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story.lead_photo.caption Hunter Biden

BATESVILLE -- The attorneys representing Hunter Biden in a paternity suit in Arkansas told Circuit Judge Don McSpadden on Monday they can no longer represent the former vice president's son.

No new attorneys were named to represent Hunter Biden, whose father, Joe Biden, is a leading contender for the Democratic presidential nomination.

In a "motion to withdraw as attorneys of record," former Arkansas Attorney General Dustin McDaniel, Bart W. Calhoun and Jessica Duncan Johnston said they are "required to withdraw" under the Arkansas Rules of Professional Conduct "due to an irreconcilable conflict."

The motion was filed Monday, minutes before a hearing on the paternity case was set to begin in Batesville.

It stated that an earlier motion to withdraw was submitted the day before Thanksgiving. Then the attorneys on Thanksgiving, when the courthouse was closed, asked the court clerk not to file that earlier motion.

Hunter Biden's "personal attorney" on Saturday "advised undersigned counsel of discharge, which is additional grounds for mandatory withdrawal," the document filed Monday stated. The document didn't identify Biden's "personal attorney."

Lunden Alexis Roberts, the plaintiff in the case, attended the hearing. Hunter Biden was not present and did not submit an affidavit of financial means. But in the attempted motion filed Wednesday, he stated that he was unemployed and had no income.

Roberts is asking the court to declare that Biden is her child's biological father and to order him to pay child support and provide health insurance for the toddler.

Roberts graduated from Arkansas State University in 2014 with a bachelor's degree in interdisciplinary studies.

She later attended George Washington University in Washington, D.C. While in Washington, she met Biden, according to her attorney, Clint Lancaster.

She gave birth in August 2018. The name of the child, referred to in court documents as "Baby Doe," has not been disclosed.

Last month, her attorney filed a motion with the court that DNA testing has established, "with scientific certainty," that Hunter Biden was the baby's father.

McSpadden granted the attorneys' motion to withdraw and gave Biden 10 more days to submit affidavits of financial means.

"He's going to have to provide at least the last three years of tax returns," McSpadden told the lawyers.

Some of the personal information, including the affidavit of financial means, will be sealed, the judge said.

A separate motion filed with the clerk Wednesday said that Hunter Biden "is not contesting paternity." It was accompanied by an affidavit, signed by Hunter Biden, stating that he had been "unable to complete an Affidavit of Financial Means as required by Arkansas law at this time because of a lack of complete information necessary to do so. In an effort to demonstrate to this Court my good faith, I attest that I am unemployed and have had no monthly income since May 2019."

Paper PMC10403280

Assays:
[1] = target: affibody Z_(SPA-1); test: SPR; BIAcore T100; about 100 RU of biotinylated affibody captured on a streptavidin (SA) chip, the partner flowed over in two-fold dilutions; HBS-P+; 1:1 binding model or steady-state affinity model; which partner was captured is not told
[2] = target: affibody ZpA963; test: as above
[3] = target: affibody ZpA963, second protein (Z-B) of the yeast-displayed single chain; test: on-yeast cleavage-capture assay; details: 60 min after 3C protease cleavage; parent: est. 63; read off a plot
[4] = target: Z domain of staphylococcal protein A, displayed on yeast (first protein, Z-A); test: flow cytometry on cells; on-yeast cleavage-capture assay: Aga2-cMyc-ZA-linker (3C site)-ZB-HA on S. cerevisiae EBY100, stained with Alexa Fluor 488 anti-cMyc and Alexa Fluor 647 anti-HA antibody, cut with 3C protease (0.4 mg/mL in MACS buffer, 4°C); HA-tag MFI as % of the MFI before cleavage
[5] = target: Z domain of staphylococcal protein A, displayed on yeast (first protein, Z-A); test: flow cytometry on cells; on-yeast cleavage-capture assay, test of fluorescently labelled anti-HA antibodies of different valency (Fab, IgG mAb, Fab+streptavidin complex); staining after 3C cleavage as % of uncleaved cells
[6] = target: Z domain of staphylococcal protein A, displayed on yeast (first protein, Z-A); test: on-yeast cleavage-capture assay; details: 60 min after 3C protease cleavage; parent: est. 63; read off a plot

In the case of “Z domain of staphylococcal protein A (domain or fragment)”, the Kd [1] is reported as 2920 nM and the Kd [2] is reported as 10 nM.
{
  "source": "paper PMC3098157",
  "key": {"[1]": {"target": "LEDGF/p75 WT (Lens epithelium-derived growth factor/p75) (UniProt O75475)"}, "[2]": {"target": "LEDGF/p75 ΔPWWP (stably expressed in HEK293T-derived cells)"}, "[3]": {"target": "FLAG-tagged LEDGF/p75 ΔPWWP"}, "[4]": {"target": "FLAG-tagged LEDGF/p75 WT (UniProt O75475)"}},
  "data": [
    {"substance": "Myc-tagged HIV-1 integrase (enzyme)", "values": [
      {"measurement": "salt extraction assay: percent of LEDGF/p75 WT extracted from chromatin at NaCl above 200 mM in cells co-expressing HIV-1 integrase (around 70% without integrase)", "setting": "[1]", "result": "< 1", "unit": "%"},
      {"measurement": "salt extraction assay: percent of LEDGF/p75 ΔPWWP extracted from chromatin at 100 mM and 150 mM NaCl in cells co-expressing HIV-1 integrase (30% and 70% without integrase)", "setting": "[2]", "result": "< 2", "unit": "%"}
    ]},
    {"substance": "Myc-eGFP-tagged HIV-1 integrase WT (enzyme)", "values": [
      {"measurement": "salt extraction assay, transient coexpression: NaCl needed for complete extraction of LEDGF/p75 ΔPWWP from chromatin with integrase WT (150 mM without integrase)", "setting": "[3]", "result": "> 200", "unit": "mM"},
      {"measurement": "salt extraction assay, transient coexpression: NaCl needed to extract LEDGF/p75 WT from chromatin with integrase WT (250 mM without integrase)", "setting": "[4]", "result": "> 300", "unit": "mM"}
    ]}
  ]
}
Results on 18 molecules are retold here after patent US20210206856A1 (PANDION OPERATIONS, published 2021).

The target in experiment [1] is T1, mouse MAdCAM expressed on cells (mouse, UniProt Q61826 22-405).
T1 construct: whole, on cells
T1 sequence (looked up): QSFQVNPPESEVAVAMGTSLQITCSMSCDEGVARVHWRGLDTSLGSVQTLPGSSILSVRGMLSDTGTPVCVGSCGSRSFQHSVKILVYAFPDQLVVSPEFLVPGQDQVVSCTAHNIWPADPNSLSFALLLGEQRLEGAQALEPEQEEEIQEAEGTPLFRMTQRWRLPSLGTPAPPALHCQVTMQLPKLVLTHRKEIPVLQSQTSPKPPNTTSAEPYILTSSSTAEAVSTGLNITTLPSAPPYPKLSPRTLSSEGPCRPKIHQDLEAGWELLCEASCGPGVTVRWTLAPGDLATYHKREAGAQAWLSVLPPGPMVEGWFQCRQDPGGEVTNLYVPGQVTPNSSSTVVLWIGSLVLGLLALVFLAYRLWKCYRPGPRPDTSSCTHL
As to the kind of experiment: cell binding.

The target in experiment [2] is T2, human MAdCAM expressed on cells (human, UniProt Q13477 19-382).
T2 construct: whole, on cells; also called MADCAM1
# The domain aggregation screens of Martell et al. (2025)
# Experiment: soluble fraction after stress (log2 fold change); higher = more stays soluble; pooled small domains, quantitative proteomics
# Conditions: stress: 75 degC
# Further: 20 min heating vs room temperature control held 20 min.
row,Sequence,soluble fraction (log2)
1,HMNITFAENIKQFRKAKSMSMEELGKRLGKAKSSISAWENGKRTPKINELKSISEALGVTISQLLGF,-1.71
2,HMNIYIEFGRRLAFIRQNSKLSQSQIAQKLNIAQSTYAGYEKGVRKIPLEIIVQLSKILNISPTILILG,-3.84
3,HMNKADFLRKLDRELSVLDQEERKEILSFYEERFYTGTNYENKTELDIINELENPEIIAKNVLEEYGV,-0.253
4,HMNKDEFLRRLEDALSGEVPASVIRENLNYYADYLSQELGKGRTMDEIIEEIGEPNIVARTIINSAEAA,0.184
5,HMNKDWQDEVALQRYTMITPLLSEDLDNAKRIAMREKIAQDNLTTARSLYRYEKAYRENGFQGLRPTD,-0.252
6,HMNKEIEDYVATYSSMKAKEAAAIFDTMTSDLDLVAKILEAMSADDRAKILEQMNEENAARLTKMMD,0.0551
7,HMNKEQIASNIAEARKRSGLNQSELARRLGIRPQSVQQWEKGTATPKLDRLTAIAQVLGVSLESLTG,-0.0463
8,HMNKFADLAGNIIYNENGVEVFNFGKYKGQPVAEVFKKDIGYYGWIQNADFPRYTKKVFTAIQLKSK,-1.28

Hunter Biden said he also has "significant debts (in part as a result of obligations arising from my divorce which was final in April 2017) ..."

In that earlier motion, Calhoun had said Hunter Biden was "working with his accountants" to prepare the affidavit of financial data, but needed additional time. The motion had sought a continuance as well as a protective order to shield some personal information from disclosure, arguing that it would be "in the interest of justice."

"The likelihood that [Hunter Biden's] private financial records will be used in an inappropriate and malicious manner for reasons that have absolutely nothing to do with these proceedings is exceedingly high and should not be tolerated by this Court," the motion stated.

A U.S. House committee last month investigated allegations that President Donald Trump asked the government of Ukraine to investigate Joe and Hunter Biden. Hunter Biden was named to the board of a natural gas company in that country when his father was vice president. Both Bidens have denied wrongdoing.

The paternity suit appears to be relatively straightforward, according to McSpadden. "This is not a difficult case," he said.

McDaniel declined to answer questions from reporters after the hearing.

George Mesires, Biden's Chicago-based attorney, did not immediately respond to a voicemail message seeking comment.

Lancaster, who represents Roberts, declined to discuss the developments at length.

"The judge has expressed a desire to limit the amount of information that comes out in the media so I would encourage you all to watch CourtConnect for any pleadings ... in the public record," he said, referring to the online system for Arkansas courts.

A new hearing in the paternity case has been set for Jan. 7.

Metro on 12/03/2019

Print Headline: Hunter Biden's lawyers exit Arkansas case, cite 'irreconcilable conflict'

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